Last March we reported that Erie Community College (ECC) was packed with high-priced administrators and legal staff even though it had been forced to tap reserve funds and increase tuition---again this year---to balance its budget.
In that story from March 24, we reported that ECC President Jack Quinn, who is number one on the Western New York public payroll list at $192,000, was warning of the need to implement “major emergency policy measures” to deal with the college’s looming budget crisis.
But we also noted in March that state auditors were in the final stages of the first full review of the college’s finances in 20 years, reportedly sparked by concerns raised about lax controls in managing taxpayer and student dollars at ECC. That audit began last October.
In the same story in March, a spokesman for State Comptroller Tom DiNapoli told this reporter that the audit was expected to take several more weeks to complete and he would not confirm it had been sparked by complaints from local watchdogs. The spokesman, Brian Butry, sort of downplayed the seriousness of the review saying “it is a standard audit,” saying it should be completed by May or June.
A check of the calendar will reveal that May and June are long gone and there is still no audit of ECC from the state comptroller.
On Monday (Aug. 24), Mark Johnson, another spokesman for the comptroller, said in a telephone interview that it could be weeks or even months before the audit of ECC will be finished, and when pressed about the obvious delay he said “there can be various reasons.” That’s about as far as Johnson would go in trying to explain why the state audit of this financially sinking college is taking so long to complete.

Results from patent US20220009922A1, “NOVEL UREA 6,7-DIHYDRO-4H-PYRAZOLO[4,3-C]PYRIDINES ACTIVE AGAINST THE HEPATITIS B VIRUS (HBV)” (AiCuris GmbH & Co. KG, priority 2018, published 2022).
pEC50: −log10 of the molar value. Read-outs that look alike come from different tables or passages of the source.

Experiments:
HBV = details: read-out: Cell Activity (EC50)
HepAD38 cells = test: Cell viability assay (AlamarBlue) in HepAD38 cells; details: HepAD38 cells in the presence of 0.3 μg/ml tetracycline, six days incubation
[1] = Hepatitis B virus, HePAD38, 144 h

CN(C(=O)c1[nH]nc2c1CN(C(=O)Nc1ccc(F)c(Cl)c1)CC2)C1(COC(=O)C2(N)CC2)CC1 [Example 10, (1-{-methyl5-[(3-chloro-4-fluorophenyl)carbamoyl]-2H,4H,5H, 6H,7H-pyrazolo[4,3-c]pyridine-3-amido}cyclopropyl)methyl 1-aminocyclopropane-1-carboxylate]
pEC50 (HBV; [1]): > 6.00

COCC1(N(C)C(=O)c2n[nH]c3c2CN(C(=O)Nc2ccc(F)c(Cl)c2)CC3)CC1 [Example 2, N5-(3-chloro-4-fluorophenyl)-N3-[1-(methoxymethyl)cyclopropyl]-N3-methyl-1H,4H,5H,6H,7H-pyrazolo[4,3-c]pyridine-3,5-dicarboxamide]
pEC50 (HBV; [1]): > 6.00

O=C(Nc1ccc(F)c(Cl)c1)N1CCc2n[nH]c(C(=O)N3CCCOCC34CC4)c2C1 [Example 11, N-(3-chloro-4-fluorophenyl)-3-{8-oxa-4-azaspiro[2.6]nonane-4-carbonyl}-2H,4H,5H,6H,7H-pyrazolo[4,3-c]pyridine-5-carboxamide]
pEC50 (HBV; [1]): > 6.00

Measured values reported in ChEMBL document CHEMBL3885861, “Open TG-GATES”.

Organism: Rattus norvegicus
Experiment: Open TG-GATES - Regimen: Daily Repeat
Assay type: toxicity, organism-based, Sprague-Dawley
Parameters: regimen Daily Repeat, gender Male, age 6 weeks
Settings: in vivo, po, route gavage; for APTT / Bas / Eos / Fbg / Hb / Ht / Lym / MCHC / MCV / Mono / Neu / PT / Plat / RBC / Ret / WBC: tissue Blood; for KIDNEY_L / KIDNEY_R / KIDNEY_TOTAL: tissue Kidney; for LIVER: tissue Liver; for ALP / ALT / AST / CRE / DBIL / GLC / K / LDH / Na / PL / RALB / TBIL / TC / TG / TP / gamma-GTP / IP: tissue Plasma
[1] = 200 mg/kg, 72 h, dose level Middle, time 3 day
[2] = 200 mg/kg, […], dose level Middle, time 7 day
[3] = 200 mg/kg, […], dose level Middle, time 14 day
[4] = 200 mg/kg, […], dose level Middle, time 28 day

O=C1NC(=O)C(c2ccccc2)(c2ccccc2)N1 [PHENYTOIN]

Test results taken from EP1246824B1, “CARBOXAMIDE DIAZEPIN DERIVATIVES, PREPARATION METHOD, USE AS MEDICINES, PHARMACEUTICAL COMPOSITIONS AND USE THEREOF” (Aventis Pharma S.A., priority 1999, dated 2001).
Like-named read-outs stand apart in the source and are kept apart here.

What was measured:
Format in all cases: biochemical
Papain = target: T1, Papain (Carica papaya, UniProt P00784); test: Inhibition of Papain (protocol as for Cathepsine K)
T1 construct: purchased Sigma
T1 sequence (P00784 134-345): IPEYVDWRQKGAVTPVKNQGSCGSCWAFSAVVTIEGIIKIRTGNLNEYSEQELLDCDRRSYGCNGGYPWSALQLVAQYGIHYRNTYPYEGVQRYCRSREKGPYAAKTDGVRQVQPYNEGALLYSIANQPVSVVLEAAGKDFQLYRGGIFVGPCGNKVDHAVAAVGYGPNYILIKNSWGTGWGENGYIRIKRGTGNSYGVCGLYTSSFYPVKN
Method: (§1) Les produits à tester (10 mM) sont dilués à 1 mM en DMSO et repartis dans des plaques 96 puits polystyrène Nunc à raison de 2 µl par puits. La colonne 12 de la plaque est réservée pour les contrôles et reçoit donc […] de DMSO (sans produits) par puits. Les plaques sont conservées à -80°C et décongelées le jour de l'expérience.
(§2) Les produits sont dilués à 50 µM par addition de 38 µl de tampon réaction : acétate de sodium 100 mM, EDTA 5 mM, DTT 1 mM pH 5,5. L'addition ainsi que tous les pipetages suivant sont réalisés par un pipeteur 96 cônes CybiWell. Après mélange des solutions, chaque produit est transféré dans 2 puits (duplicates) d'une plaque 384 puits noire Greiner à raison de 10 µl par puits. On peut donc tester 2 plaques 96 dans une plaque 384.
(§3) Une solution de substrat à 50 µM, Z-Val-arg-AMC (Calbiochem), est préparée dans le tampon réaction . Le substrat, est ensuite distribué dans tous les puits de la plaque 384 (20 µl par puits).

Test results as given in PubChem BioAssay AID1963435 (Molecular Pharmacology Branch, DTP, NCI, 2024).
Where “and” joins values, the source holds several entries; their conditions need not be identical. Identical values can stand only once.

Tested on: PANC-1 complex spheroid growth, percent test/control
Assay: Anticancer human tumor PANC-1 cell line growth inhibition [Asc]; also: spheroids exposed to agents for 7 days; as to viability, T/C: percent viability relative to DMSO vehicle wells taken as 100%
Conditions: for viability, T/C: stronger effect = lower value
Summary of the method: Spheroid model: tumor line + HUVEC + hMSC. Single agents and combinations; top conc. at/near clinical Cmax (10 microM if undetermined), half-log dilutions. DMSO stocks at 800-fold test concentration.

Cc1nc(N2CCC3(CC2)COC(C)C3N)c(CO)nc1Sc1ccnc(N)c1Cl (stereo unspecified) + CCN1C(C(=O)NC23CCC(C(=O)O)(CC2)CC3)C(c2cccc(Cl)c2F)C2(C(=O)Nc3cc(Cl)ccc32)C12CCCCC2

We have reported previously that Kristin Klein Wheaton, ECC’s vice president for legal affairs and Quinn’s top advisor, was trying to maintain firm control over staff contact with state auditors, requiring that all contacts be documented in a special folder. In other words, according to our sources, she was riding shotgun on the state audit for her boss, Jack Quinn. Maybe it was her heavy-handed approach in dealing with state auditors that played a role in the delays.
Whatever the case, clearly the audit by the state comptroller on a college that according to most sources is in deep financial trouble is long overdue and now appears to have a red flag on its credibility even before it is released. The college keeps a tight lid on what goes on administratively, and even many board members are kept in the dark about all the outside activities of the $192,000 president who reportedly travels extensively on those outside jobs, earning at least another $140,000 as a consultant for a California-based company.
It now appears it may be weeks or even months before state investigators tell us what’s going on at the college, and the delay in completing the audit has many wondering if the politically-connected Quinn has somehow managed to back down DiNapoli’s auditors. So far, we have nothing from the state auditors on a financial review of a small, two-year college that began nearly a year ago and may not be completed before the start of another county budget cycle in October that many will be watching when it comes to aid for ECC. C’mon, Mr. State Comptroller, what’s going on?